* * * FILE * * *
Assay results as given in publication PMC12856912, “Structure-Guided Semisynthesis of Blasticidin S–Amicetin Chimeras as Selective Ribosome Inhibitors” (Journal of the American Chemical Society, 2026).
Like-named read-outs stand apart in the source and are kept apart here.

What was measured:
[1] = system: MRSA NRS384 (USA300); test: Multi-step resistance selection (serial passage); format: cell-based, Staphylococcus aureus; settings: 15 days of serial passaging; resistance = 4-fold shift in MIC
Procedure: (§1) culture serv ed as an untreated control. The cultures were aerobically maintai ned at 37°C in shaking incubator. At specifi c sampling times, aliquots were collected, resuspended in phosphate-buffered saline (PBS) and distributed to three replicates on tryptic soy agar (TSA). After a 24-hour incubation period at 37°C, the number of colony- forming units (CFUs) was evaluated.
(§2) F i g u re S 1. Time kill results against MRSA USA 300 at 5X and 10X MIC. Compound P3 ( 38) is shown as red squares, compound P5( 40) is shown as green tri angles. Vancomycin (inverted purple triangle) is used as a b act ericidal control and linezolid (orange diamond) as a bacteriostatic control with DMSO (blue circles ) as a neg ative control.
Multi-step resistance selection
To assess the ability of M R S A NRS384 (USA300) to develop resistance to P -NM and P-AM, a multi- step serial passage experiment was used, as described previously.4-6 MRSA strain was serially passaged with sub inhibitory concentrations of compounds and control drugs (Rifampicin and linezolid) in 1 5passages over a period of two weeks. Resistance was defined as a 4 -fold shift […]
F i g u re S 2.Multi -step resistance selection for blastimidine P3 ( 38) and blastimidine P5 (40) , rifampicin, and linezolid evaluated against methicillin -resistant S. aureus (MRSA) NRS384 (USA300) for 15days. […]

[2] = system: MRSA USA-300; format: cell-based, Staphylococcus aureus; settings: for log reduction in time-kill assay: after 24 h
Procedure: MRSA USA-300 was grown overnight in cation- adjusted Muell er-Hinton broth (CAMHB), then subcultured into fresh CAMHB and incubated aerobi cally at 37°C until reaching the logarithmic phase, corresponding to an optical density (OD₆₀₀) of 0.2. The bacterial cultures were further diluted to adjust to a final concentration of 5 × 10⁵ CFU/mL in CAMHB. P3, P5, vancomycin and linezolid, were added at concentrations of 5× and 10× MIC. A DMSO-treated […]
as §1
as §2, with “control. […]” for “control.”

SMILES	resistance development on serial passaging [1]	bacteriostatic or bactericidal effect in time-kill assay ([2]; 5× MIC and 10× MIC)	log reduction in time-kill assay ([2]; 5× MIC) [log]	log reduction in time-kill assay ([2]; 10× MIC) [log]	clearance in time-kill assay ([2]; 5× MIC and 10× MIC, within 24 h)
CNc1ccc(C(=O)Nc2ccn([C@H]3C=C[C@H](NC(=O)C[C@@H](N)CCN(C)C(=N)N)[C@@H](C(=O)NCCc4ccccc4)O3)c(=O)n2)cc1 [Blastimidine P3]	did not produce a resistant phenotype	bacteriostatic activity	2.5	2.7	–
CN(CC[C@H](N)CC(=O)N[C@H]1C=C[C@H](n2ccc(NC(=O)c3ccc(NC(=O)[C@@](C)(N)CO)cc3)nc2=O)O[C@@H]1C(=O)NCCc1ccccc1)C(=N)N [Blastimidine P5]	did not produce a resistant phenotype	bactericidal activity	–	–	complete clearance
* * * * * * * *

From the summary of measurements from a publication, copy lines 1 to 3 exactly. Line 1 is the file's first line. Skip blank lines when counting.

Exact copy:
Assay results as given in publication PMC12856912, “Structure-Guided Semisynthesis of Blasticidin S–Amicetin Chimeras as Selective Ribosome Inhibitors” (Journal of the American Chemical Society, 2026).
Like-named read-outs stand apart in the source and are kept apart here.

What was measured: